Gender pay gap reporting is the difference between the average pay of men and women and the reporting is based on the average earnings on the snapshot date, which is:
Gender pay reporting legislation requires employers with 250 or more employees to publish statutory calculations every year showing how large the pay gap is between their male and female employees.
If you have less than 250 employees, there is no obligation to produce the gender pay gap report but you can do so voluntarily. The deadline to report is within one calendar year of the snapshot date.
Private and voluntary sector - The first report will be based on hourly pay rates as at 5th April 2017 and bonuses between 6th April 2016 and 5th April 2017.
Public sector - The first report will be based on hourly pay rates as at 31st March 2017 and bonuses paid between 1st April 2016 and 31st March 2017.
The results must be published on the employer's website and a government website. Private and voluntary sector employers need a senior individual, such as a chief executive to sign off on their gender pay reports, this is not required from specified public authorities.
Employers have the option to provide a narrative with their calculations. This should generally explain the reasons for the results and give details about actions that are being taken to reduce or eliminate the gender pay gap.
For the purpose of gender pay reporting, the definition of who counts as an employee is defined in The Equality Act 2010. This is known as an 'extended' definition which includes:
This is covered in more detail in 'Managing gender pay reporting', this can be found here.
There are six basic calculations, information will need to be gathered first and then the calculations performed.
The calculations are:
A mean average involves adding up all of the numbers and dividing the results by how many numbers were in the list.
A median average involves listing all of the numbers in numerical order. If there is an odd number of results, the median average is the middle number. If there is an even number of results, the median will be the mean of the two central numbers.
The proportion of males and females in each quartile pay band:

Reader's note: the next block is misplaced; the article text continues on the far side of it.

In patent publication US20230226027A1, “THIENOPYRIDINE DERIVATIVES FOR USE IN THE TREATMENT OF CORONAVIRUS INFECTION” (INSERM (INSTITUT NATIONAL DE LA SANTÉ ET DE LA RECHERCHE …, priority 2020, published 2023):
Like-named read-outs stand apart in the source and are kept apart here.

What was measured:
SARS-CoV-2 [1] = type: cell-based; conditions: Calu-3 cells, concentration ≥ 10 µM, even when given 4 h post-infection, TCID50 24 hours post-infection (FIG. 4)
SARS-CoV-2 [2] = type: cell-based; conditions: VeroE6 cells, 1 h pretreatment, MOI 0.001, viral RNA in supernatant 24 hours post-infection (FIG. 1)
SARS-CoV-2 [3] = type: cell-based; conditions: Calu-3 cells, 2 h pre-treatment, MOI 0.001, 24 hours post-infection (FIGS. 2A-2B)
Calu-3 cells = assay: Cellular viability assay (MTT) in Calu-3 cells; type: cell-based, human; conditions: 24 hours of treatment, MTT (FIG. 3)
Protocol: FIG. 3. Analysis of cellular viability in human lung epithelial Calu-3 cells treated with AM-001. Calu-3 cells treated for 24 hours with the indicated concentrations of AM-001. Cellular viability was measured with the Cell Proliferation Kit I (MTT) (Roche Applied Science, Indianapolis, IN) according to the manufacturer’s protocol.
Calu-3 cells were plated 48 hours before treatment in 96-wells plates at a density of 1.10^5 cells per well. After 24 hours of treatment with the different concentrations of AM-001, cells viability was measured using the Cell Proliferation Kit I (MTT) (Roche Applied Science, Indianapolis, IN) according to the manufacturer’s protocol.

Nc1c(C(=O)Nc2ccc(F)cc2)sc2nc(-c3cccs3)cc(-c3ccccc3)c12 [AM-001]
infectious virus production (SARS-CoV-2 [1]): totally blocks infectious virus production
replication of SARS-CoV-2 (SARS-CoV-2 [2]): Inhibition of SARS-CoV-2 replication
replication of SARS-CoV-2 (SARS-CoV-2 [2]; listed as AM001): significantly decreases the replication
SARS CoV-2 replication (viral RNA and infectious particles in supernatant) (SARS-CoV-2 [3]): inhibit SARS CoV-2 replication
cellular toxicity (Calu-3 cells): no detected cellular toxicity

This calculation requires an employer to show the proportions of male and female full-pay relevant employees in four quartile pay bands, which is done by dividing the workforce into four equal parts. These quartile pay bands are established when making the calculation, so any other pay banding used in a workplace must not be used.
BrightPay and Gender Pay Gap Reporting:
BrightPay can assist with gathering the information required, two reports will be required i.e. one for hourly pay and one for bonus payments.
The hourly pay report should be based on the hourly pay rates as at the relevant date for the employer's sector. The bonus payment report should be based on the year as per the employer's sector.
To collect information please go to 'Analysis' > 'New Report' > 'Payroll Report' > Choose 'Period type' 'Tax Month/Tax Year' (this will bring all employees paid in the tax month/tax year into one report regardless of pay frequency) > Select to include 'Average' by clicking on 'Total' > remove any employees that should not be included > click 'Add/remove columns' to select/deselect the columns you wish to include/exclude from the report e.g. include hourly rate, gender etc.
When the required information has been selected choose 'Run Report', the report will then be available e.g. to export to Microsoft Excel to complete the required gender pay gap reporting.
The BrightPay report can be saved, further information on saving reports can be found here.
Please note, BrightPay will create the report using the information entered on the software, it is important to review the information generated by BrightPay to ensure you are happy that it is correct.
To find out the data your organisation must publish, please visit GOV.UK
The Government Equalities Office and Acas have produced guidance on managing gender pay reporting in the private and voluntary sectors, you can access it here.
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